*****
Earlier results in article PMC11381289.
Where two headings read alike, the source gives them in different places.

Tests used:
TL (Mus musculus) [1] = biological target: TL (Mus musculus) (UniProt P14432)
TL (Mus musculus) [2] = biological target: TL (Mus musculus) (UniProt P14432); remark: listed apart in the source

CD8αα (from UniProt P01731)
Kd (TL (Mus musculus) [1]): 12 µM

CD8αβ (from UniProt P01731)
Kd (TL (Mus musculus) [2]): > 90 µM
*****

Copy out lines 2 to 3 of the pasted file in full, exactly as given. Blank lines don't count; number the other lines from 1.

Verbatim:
Where two headings read alike, the source gives them in different places.

Tests used: